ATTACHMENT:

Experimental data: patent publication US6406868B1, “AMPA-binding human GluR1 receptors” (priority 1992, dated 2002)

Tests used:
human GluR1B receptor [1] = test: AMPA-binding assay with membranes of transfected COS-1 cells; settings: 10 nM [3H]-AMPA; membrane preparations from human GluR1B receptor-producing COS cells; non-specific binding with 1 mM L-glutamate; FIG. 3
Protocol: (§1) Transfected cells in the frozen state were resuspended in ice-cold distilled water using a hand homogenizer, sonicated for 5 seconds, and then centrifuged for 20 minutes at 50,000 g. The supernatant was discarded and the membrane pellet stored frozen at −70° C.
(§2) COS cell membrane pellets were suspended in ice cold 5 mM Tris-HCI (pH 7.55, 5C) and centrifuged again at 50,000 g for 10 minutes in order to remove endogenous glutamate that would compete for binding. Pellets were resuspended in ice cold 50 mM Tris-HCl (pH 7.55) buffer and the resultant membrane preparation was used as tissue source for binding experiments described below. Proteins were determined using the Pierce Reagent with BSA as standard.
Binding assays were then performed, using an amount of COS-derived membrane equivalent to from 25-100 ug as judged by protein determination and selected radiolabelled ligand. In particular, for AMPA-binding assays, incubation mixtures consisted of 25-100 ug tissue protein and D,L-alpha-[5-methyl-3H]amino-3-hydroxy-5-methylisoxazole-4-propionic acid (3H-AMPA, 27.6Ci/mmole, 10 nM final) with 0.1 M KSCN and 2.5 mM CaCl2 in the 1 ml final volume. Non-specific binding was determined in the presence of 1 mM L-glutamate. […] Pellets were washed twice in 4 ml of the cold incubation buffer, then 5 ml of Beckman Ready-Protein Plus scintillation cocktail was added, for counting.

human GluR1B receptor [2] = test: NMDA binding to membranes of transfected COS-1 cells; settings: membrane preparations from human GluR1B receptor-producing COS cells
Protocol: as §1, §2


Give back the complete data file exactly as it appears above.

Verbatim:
Experimental data: patent publication US6406868B1, “AMPA-binding human GluR1 receptors” (priority 1992, dated 2002)

Tests used:
human GluR1B receptor [1] = test: AMPA-binding assay with membranes of transfected COS-1 cells; settings: 10 nM [3H]-AMPA; membrane preparations from human GluR1B receptor-producing COS cells; non-specific binding with 1 mM L-glutamate; FIG. 3
Protocol: (§1) Transfected cells in the frozen state were resuspended in ice-cold distilled water using a hand homogenizer, sonicated for 5 seconds, and then centrifuged for 20 minutes at 50,000 g. The supernatant was discarded and the membrane pellet stored frozen at −70° C.
(§2) COS cell membrane pellets were suspended in ice cold 5 mM Tris-HCI (pH 7.55, 5C) and centrifuged again at 50,000 g for 10 minutes in order to remove endogenous glutamate that would compete for binding. Pellets were resuspended in ice cold 50 mM Tris-HCl (pH 7.55) buffer and the resultant membrane preparation was used as tissue source for binding experiments described below. Proteins were determined using the Pierce Reagent with BSA as standard.
Binding assays were then performed, using an amount of COS-derived membrane equivalent to from 25-100 ug as judged by protein determination and selected radiolabelled ligand. In particular, for AMPA-binding assays, incubation mixtures consisted of 25-100 ug tissue protein and D,L-alpha-[5-methyl-3H]amino-3-hydroxy-5-methylisoxazole-4-propionic acid (3H-AMPA, 27.6Ci/mmole, 10 nM final) with 0.1 M KSCN and 2.5 mM CaCl2 in the 1 ml final volume. Non-specific binding was determined in the presence of 1 mM L-glutamate. […] Pellets were washed twice in 4 ml of the cold incubation buffer, then 5 ml of Beckman Ready-Protein Plus scintillation cocktail was added, for counting.

human GluR1B receptor [2] = test: NMDA binding to membranes of transfected COS-1 cells; settings: membrane preparations from human GluR1B receptor-producing COS cells
Protocol: as §1, §2